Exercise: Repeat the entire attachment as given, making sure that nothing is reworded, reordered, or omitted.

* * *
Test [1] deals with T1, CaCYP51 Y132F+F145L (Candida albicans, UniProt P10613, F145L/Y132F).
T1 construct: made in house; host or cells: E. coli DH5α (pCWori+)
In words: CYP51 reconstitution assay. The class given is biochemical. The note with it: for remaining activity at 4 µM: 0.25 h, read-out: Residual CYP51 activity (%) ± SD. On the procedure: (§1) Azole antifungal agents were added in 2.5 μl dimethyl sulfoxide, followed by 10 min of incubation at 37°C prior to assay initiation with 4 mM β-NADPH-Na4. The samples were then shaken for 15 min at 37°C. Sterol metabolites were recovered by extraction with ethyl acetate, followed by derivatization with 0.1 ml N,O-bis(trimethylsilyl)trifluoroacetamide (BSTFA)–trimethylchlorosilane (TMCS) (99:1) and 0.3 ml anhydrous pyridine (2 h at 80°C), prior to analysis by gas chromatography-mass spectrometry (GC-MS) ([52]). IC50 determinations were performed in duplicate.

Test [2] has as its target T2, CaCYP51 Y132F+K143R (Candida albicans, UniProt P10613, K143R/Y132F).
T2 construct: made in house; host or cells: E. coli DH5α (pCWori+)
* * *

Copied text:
Test [1] deals with T1, CaCYP51 Y132F+F145L (Candida albicans, UniProt P10613, F145L/Y132F).
T1 construct: made in house; host or cells: E. coli DH5α (pCWori+)
In words: CYP51 reconstitution assay. The class given is biochemical. The note with it: for remaining activity at 4 µM: 0.25 h, read-out: Residual CYP51 activity (%) ± SD. On the procedure: (§1) Azole antifungal agents were added in 2.5 μl dimethyl sulfoxide, followed by 10 min of incubation at 37°C prior to assay initiation with 4 mM β-NADPH-Na4. The samples were then shaken for 15 min at 37°C. Sterol metabolites were recovered by extraction with ethyl acetate, followed by derivatization with 0.1 ml N,O-bis(trimethylsilyl)trifluoroacetamide (BSTFA)–trimethylchlorosilane (TMCS) (99:1) and 0.3 ml anhydrous pyridine (2 h at 80°C), prior to analysis by gas chromatography-mass spectrometry (GC-MS) ([52]). IC50 determinations were performed in duplicate.

Test [2] has as its target T2, CaCYP51 Y132F+K143R (Candida albicans, UniProt P10613, K143R/Y132F).
T2 construct: made in house; host or cells: E. coli DH5α (pCWori+)